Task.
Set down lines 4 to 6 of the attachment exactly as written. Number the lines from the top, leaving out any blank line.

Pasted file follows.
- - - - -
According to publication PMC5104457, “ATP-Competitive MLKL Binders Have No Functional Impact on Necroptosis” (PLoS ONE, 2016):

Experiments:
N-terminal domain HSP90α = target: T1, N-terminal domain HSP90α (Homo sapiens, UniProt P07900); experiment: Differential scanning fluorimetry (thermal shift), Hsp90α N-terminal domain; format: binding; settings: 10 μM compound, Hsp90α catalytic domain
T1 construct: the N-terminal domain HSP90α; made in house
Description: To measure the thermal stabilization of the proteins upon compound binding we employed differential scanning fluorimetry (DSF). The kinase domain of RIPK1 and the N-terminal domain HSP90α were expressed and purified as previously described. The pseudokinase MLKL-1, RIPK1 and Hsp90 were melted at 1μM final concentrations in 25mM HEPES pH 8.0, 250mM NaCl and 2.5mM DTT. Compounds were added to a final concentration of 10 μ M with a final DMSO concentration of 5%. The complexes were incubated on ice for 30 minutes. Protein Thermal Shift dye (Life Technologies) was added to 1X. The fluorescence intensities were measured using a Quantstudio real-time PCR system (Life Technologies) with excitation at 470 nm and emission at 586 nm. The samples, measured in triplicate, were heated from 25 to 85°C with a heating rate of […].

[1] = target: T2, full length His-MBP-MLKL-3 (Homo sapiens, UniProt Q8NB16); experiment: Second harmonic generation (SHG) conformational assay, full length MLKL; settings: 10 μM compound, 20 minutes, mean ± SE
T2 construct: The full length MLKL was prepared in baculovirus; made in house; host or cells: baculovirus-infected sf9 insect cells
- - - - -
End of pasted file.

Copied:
T1 construct: the N-terminal domain HSP90α; made in house
Description: To measure the thermal stabilization of the proteins upon compound binding we employed differential scanning fluorimetry (DSF). The kinase domain of RIPK1 and the N-terminal domain HSP90α were expressed and purified as previously described. The pseudokinase MLKL-1, RIPK1 and Hsp90 were melted at 1μM final concentrations in 25mM HEPES pH 8.0, 250mM NaCl and 2.5mM DTT. Compounds were added to a final concentration of 10 μ M with a final DMSO concentration of 5%. The complexes were incubated on ice for 30 minutes. Protein Thermal Shift dye (Life Technologies) was added to 1X. The fluorescence intensities were measured using a Quantstudio real-time PCR system (Life Technologies) with excitation at 470 nm and emission at 586 nm. The samples, measured in triplicate, were heated from 25 to 85°C with a heating rate of […].

[1] = target: T2, full length His-MBP-MLKL-3 (Homo sapiens, UniProt Q8NB16); experiment: Second harmonic generation (SHG) conformational assay, full length MLKL; settings: 10 μM compound, 20 minutes, mean ± SE